The Society of Collision Repair Specialists on Thursday announced collision repairers can now buy its Blueprint Optimization Tool, an award-winning piece of software which allows repairers to automatically apply the “SCRS Guide to Complete Repair Planning” to an estimate to identify overlooked items.
The “Guide to Complete Repair Planning” includes more than 1,000 operations an auto body shop’s staff might be performing during a collision repair but forgetting to mention on the estimate. Failure to list such operations leaves a customer, shop management and insurer with an inaccurate sense of the work done on a vehicle. This could be a problem even if the shop doesn’t plan on charging for any of the omitted items.
“The BOT application operates alongside of the respective P-Page logic estimating application, utilizes CIECA estimate data to analyze the original repair line information,” SCRS wrote Thursday of the NuGen IT-developed software. “It then generates an electronic information estimate report that identifies additional repair operations that may have been overlooked.
“The Tool is designed to increase efficiency by establishing consistency. It offers an organized means of identifying and adding missed opportunities by dynamically cross-referencing written estimates against the SCRS Guide to Complete Repair Planning.”
According to SCRS, a shop could minimize supplements by checking its own estimates with the BOT before starting a repair. The BOT could also point out procedures an insurer had overlooked on its own estimate, the trade group said last year. SCRS also said then the tool could also help train new employees and ensure consistency among staff repair planners.
The BOT costs $139 a month per location and $29 monthly per each additional computer it’s installed upon. SCRS members will pay $99 per month per location and $29 monthly per additional computer. A $75 installation fee also will be assessed per location for all accounts.
“SCRS members will receive substantial savings on the monthly subscription,” SCRS wrote. “SCRS encourages non-members to join SCRS and log into the member website before subscribing to the BOT product, in order to take advantage of the discounted pricing.”
SEMA last year named the BOT the best new product of 2019 in the collision repair and refinish category. The software also snagged a SEMA Global Media Award after judge Kike Perez of Auto TV Peru deemed the product one likely to appeal to customers in the Andean nation.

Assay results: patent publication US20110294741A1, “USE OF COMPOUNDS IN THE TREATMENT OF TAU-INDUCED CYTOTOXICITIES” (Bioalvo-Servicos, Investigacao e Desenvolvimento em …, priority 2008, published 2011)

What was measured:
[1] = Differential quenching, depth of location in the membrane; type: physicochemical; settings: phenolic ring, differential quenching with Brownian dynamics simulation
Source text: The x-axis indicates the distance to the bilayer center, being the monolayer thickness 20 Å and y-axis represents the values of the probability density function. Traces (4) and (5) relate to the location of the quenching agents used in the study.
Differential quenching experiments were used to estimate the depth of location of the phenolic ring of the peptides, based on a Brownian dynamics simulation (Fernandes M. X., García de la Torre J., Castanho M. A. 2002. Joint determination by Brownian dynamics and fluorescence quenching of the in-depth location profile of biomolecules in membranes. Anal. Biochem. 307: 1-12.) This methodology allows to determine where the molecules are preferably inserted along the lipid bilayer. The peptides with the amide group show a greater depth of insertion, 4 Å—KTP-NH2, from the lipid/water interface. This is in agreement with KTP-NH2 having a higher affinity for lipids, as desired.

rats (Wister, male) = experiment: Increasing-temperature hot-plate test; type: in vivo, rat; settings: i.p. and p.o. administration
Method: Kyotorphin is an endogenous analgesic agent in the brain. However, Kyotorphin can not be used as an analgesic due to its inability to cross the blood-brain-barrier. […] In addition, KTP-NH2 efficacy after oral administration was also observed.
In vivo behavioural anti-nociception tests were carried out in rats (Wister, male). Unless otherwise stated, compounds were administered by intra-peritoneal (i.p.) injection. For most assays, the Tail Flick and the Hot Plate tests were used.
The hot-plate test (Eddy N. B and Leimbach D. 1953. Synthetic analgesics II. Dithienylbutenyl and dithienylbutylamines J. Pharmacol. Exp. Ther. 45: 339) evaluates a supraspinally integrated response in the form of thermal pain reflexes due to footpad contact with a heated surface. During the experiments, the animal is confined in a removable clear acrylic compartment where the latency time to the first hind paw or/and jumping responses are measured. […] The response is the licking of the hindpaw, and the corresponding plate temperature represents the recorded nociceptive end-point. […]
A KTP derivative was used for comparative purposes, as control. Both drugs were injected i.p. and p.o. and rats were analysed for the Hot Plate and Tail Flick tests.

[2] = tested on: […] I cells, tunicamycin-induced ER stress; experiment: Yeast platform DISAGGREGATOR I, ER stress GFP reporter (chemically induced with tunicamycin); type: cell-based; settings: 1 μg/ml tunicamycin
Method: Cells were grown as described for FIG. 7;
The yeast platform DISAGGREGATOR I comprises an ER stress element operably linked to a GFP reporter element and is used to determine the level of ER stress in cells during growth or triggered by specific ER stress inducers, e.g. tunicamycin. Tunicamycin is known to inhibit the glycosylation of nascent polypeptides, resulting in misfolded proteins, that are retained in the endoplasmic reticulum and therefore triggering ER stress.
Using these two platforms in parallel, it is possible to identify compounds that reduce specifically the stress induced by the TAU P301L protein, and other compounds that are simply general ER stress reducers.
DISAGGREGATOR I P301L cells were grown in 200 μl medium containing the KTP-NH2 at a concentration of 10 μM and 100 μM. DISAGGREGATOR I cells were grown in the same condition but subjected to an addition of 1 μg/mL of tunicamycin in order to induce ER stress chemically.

As SCRS noted, there’s multiple reasons to use a tool like the BOT or the Guide to ensure estimate accuracy, even if you don’t plan on charging for the additional work performed but previously overlooked.
For one thing, a repairer with an incorrect or incomplete estimate might run afoul of state consumer protection laws.
Industry attorney Erica Eversman of the Automotive Education and Policy Institute said in a January Collision Hub video that in some states, a rudimentary estimate on notebook paper “may pass muster.” However, California had a rigorous consumer protection law which demanded documentation “if you breathed” on a vehicle, she joked. Altering the estimate to match the insurer’s payment likely violated California law, she said.
According to the California’s Bureau of Automotive Repair‘s “Write it Right” guide for shops: The estimate should be an “itemized list of all services and repairs performed and the prices for each. Include any diagnosis, warranty repairs, or repairs performed at no charge.” The BAR cited California Business & Professionals Code §9884.8 and California Code of Regulations §3356(c)(1).
While a consumer might not understand an estimate, it was “super-important” in relation to looking over a shop’s shoulder, Eversman also said in the January video. The document was helpful for parties like her who do review estimates to understand what a shop proposed.
A shop without such a detailed estimate also exposes itself to someone claiming in a lawsuit that it failed to perform a certain operation, according to Eversman. The repairer has no documentation to prove otherwise to the plaintiff.
Repairers also wouldn’t have a true sense of variables like touch time and employee productivity without recognizing all operations staffers are completing.
Finally, inaccurate or incomplete estimates also set up consumers, repairers and insurers for headaches as artificial intelligence “insurtech”or human carrier personnel study past sheets for trends and lessons. Let’s say OEM procedures dictate an operation should be done on 90 percent of repairs. Real-world shops do the work 90 percent of the time, but only 20 percent list it on an estimate. An AI, actuary or claims adjuster might conclude the work is rarely needed. Actuaries can’t properly price risk, and claims staff fail to write for or outright oppose items which should be on the sheet, potentially leading to fights with customers and shops.
For more information about ordering the BOT and billing for the software, call 877-841-0660 or email email@example.com. For BOT tech support and configuration inquiries, call 913-754-5243 or email firstname.lastname@example.org. For more information about SCRS or becoming a member, call 877-841-0660, visit www.scrs.com or email email@example.com.
Society of Collision Repair Specialists, June 25, 2020
Collision Hub YouTube channel, Jan. 10, 2020
Featured images: The Society of Collision Repair Specialists on Thursday announced collision repairers can now buy its Blueprint Optimization Tool, an award-winning piece of software which allows repairers to automatically apply the “SCRS Guide to Complete Repair Planning” to an estimate to identify overlooked items. (Provided by SCRS)